Artificial Intelligence Primer: What is Needed to Maximize AI’s Economic, Social, and Trade Opportunities. Brookings Institution. Joshua P. Meltzer. May 13, 2019
Artificial intelligence (AI) has the potential to transform
economic growth, commerce, and trade, affecting the types of jobs that are
available and skills that are needed. The United States, China, Japan, Germany,
the United Kingdom, France, and others have recognized the opportunity and are
supporting AI research and development as well as preparing their workforce.
For AI to develop also requires an enabling environment that
includes new regulation in areas such as AI ethics and data access and revisiting
existing laws and regulation in areas such as privacy and intellectual property
(IP) rights to ensure that they work for AI. In addition, AI development
requires an international agenda to avoid unnecessary regulatory heterogeneity
that creates barriers to data access and use and impedes the global diffusion
of AI products. [Note: contains copyrighted material].
[PDF format, 26 pages].
Rebooting the Innovation Agenda. Center for Strategic & International Studies. Jeffrey M. Alexander et al. March 11, 2019
The fourth industrial revolution is underway, and
technological changes will disrupt economic systems, displace workers,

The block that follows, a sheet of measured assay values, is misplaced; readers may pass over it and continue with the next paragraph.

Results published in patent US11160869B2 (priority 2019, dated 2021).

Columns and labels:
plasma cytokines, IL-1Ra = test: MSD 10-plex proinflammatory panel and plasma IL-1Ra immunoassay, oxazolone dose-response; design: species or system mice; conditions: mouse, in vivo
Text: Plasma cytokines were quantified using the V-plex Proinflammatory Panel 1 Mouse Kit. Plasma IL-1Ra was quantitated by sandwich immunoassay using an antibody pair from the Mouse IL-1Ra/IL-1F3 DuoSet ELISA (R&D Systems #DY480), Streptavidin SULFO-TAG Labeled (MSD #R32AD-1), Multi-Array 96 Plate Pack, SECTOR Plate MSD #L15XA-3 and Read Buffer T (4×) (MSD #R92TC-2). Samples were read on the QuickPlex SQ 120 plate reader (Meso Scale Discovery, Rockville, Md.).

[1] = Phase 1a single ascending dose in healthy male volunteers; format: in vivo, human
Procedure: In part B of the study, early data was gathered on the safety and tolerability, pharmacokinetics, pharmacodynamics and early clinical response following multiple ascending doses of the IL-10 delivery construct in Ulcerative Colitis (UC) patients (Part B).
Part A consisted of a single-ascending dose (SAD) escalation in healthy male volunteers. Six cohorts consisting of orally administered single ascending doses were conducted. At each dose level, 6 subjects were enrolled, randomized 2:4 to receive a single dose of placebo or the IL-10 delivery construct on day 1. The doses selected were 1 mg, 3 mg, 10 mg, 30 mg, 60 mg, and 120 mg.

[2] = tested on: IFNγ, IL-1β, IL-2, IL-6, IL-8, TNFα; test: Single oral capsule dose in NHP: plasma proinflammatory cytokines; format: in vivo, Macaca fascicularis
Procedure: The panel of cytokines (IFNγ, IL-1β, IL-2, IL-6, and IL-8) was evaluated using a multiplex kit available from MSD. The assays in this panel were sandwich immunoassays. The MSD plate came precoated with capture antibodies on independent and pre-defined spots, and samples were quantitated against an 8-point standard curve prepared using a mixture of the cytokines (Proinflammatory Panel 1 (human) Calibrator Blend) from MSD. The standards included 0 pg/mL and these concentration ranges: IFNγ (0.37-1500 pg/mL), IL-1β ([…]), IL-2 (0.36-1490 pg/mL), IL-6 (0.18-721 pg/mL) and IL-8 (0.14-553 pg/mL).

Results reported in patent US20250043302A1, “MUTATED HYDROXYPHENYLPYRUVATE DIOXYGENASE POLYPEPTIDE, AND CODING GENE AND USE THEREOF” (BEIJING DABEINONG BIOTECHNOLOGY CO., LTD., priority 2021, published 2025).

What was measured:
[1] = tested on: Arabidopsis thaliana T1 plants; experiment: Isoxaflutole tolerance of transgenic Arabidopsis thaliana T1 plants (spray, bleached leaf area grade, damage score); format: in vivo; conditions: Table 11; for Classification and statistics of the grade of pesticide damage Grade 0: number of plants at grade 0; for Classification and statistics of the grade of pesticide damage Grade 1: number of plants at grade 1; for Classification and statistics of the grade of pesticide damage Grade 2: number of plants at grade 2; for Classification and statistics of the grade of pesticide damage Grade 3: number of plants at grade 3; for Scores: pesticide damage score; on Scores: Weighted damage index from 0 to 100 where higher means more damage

concentrate power and wealth, and erode trust in public institutions and the
democratic political process. Up until now, the focus has largely been on how
technology itself will impact society, with little attention being paid to the
role of institutions.
The relationship between societies and their institutions is
changing, and countries will have to strengthen their capacities to avoid
heightened social divisions. They must build resilience through gradual and intentional
interventions designed for long-term, sustainable development. It is also
essential that institutions work hard to build credibility and use available
development tools, such as development finance institutions and foreign aid, to
mitigate the risks of disruption.
Countries and other stakeholders must pioneer these
initiatives to successfully navigate the disruptions stemming from the fourth
industrial revolution. The revision of existing models of education, skill
development and investment and the integration of different stakeholders into
the conversation will be critical in helping institutions play a productive
role in rebooting the innovation agenda. This new report, Rebooting the
Innovation Agenda, analyzes the need for resilient institution and the role
they are expected to play in the fourth industrial revolution. [Note: contains copyrighted material].
[PDF format, 62 pages].
Automation and Artificial Intelligence: How Machines are Affecting People and Places. Brookings Institution. Mark Muro, Robert Maxim, and Jacob Whiton. January 24, 2019
At first, technologists issued dystopian alarms about the power of automation and artificial intelligence (AI) to destroy jobs. Then came a correction, with a wave of reassurances. Now, the discourse appears to be arriving at a more complicated understanding, suggesting that automation will bring neither apocalypse nor utopia, but instead both benefits and stress alike. Such is the ambiguous and sometimes disembodied nature of the “future of work” discussion.